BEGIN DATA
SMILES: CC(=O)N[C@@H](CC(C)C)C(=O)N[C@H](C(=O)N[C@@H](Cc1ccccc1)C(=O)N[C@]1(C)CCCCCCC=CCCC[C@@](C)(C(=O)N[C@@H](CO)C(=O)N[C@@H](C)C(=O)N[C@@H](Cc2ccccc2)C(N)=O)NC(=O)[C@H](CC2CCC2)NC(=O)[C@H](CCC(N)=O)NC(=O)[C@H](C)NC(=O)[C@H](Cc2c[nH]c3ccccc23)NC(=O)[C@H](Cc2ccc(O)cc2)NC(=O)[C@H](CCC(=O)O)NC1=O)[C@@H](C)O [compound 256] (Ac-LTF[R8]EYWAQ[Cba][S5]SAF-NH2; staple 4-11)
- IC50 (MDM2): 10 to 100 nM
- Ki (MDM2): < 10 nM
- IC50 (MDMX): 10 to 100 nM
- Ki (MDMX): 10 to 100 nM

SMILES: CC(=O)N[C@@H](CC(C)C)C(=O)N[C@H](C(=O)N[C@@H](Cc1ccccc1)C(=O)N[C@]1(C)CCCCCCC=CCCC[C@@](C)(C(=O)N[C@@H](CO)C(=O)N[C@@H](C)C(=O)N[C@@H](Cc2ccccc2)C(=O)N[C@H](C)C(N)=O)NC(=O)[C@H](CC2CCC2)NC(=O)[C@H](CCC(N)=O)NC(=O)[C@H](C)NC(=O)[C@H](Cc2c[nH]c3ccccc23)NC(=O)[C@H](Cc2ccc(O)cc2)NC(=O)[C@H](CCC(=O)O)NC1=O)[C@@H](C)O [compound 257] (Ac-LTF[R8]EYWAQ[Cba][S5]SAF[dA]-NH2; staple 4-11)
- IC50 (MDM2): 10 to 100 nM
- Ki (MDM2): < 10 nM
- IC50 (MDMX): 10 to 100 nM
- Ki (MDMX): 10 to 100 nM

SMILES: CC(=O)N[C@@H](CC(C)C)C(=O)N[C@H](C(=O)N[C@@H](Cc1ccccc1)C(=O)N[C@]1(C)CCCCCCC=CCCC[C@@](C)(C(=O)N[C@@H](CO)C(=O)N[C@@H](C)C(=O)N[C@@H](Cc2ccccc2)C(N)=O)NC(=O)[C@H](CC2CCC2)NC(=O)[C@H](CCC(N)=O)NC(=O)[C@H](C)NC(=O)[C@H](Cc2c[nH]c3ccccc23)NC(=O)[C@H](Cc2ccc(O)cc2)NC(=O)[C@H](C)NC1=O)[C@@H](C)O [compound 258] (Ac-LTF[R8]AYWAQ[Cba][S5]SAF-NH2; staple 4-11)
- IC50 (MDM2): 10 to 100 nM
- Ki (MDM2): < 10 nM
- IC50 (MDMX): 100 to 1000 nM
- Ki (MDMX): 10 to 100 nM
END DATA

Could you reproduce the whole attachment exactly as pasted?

SMILES: CC(=O)N[C@@H](CC(C)C)C(=O)N[C@H](C(=O)N[C@@H](Cc1ccccc1)C(=O)N[C@]1(C)CCCCCCC=CCCC[C@@](C)(C(=O)N[C@@H](CO)C(=O)N[C@@H](C)C(=O)N[C@@H](Cc2ccccc2)C(N)=O)NC(=O)[C@H](CC2CCC2)NC(=O)[C@H](CCC(N)=O)NC(=O)[C@H](C)NC(=O)[C@H](Cc2c[nH]c3ccccc23)NC(=O)[C@H](Cc2ccc(O)cc2)NC(=O)[C@H](CCC(=O)O)NC1=O)[C@@H](C)O [compound 256] (Ac-LTF[R8]EYWAQ[Cba][S5]SAF-NH2; staple 4-11)
- IC50 (MDM2): 10 to 100 nM
- Ki (MDM2): < 10 nM
- IC50 (MDMX): 10 to 100 nM
- Ki (MDMX): 10 to 100 nM

SMILES: CC(=O)N[C@@H](CC(C)C)C(=O)N[C@H](C(=O)N[C@@H](Cc1ccccc1)C(=O)N[C@]1(C)CCCCCCC=CCCC[C@@](C)(C(=O)N[C@@H](CO)C(=O)N[C@@H](C)C(=O)N[C@@H](Cc2ccccc2)C(=O)N[C@H](C)C(N)=O)NC(=O)[C@H](CC2CCC2)NC(=O)[C@H](CCC(N)=O)NC(=O)[C@H](C)NC(=O)[C@H](Cc2c[nH]c3ccccc23)NC(=O)[C@H](Cc2ccc(O)cc2)NC(=O)[C@H](CCC(=O)O)NC1=O)[C@@H](C)O [compound 257] (Ac-LTF[R8]EYWAQ[Cba][S5]SAF[dA]-NH2; staple 4-11)
- IC50 (MDM2): 10 to 100 nM
- Ki (MDM2): < 10 nM
- IC50 (MDMX): 10 to 100 nM
- Ki (MDMX): 10 to 100 nM

SMILES: CC(=O)N[C@@H](CC(C)C)C(=O)N[C@H](C(=O)N[C@@H](Cc1ccccc1)C(=O)N[C@]1(C)CCCCCCC=CCCC[C@@](C)(C(=O)N[C@@H](CO)C(=O)N[C@@H](C)C(=O)N[C@@H](Cc2ccccc2)C(N)=O)NC(=O)[C@H](CC2CCC2)NC(=O)[C@H](CCC(N)=O)NC(=O)[C@H](C)NC(=O)[C@H](Cc2c[nH]c3ccccc23)NC(=O)[C@H](Cc2ccc(O)cc2)NC(=O)[C@H](C)NC1=O)[C@@H](C)O [compound 258] (Ac-LTF[R8]AYWAQ[Cba][S5]SAF-NH2; staple 4-11)
- IC50 (MDM2): 10 to 100 nM
- Ki (MDM2): < 10 nM
- IC50 (MDMX): 100 to 1000 nM
- Ki (MDMX): 10 to 100 nM